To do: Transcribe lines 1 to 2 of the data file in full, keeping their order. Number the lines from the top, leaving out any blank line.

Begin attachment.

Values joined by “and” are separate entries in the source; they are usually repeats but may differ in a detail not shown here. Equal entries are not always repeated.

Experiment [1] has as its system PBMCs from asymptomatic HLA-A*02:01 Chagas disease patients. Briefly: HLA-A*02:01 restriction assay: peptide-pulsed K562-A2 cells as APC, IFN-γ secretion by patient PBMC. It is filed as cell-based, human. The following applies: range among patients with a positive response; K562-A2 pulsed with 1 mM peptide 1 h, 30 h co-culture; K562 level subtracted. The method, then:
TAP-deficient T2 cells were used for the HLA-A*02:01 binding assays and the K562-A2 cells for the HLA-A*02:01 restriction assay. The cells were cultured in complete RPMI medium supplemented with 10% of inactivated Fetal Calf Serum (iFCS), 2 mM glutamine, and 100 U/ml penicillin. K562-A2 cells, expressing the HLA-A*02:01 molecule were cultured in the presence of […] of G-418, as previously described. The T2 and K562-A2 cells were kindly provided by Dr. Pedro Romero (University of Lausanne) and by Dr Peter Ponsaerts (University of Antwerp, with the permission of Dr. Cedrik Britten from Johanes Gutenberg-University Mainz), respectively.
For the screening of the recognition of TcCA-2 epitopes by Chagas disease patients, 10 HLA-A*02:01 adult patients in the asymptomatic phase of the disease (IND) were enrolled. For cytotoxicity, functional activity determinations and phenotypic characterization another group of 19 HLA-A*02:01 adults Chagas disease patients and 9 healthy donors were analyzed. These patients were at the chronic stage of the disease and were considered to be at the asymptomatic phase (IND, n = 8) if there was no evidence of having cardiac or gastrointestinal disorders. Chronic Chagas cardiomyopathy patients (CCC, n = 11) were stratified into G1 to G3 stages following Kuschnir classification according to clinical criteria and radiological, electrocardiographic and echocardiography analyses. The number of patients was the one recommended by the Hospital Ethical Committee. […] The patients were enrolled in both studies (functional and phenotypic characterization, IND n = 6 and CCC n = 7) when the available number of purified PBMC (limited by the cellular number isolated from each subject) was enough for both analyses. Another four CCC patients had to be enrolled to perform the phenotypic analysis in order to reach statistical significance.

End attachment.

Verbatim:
Values joined by “and” are separate entries in the source; they are usually repeats but may differ in a detail not shown here. Equal entries are not always repeated.

Experiment [1] has as its system PBMCs from asymptomatic HLA-A*02:01 Chagas disease patients. Briefly: HLA-A*02:01 restriction assay: peptide-pulsed K562-A2 cells as APC, IFN-γ secretion by patient PBMC. It is filed as cell-based, human. The following applies: range among patients with a positive response; K562-A2 pulsed with 1 mM peptide 1 h, 30 h co-culture; K562 level subtracted. The method, then: